And G-d spoke to Moses, saying: “Speak to Aaron and say to him: ‘When you raise the lamps…’ “
Be of the disciples of Aaron: A lover of peace, a pursuer of peace, one who loves his fellow human beings and brings them close to Torah
Ethics of the Fathers 1:11
The appearance of Moses’ older brother, Aaron, in both these citations is not coincidental: the fact that Aaron is cited as the prototype for man’s responsibility for the spiritual elevation of his fellows is a reflection and outgrowth of his role as the kindler of the menorah in the Holy Temple.
Many of the Torah’s commandments are specific to certain locations and to certain periods in our history; the lighting of the menorah, for example, can be performed only in the Holy Temple. But every mitzvah also has a “spiritual” dimension – a timeless and universal application within our internal self. One of the spiritual applications of the mitzvah to kindle the menorah’s lamps is the imperative to kindle “The lamp of G-d, the soul of man”– to ignite a fellow human being’s potential to radiate light and warmth to his or her surroundings.
A Legal Paradox
Each of the many laws governing the menorah’s physical lighting in the Holy Temple has its counterpart in the spiritual significance of the menorah. In fact, there are laws that can be truly understood only in light of their inner-personal import. A case in point are the following three rules:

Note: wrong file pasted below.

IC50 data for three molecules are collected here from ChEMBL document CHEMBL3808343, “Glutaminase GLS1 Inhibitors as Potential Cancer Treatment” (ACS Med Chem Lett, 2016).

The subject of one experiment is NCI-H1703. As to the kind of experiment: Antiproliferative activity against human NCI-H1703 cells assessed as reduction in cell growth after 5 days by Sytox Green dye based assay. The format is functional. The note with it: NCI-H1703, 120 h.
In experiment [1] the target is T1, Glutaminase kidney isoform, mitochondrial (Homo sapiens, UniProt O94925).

a) Although the commandment to light the menorah was directed to Aaron, the most exalted and holiest of the kohanim, every Jew, including one who is not a kohen, is qualified to perform this mitzvah.
b) On the other hand, the task of preparing the lamps (cleaning them, filling them with oil, and inserting their wicks) is entrusted solely to those whom G-d elected to serve Him in the Temple: only a kohen is qualified to ready the lamps for lighting.
c) From its outermost courtyard to its innermost chamber, the Holy Temple consisted of eight domains, each imbued with a greater degree of sanctity. The designated place of the menorah was the heichal, which was second only in this hierarchy of holiness to the Temple’s innermost chamber, the “Holy of Holies.” Only kohanim were allowed to enter the heichal.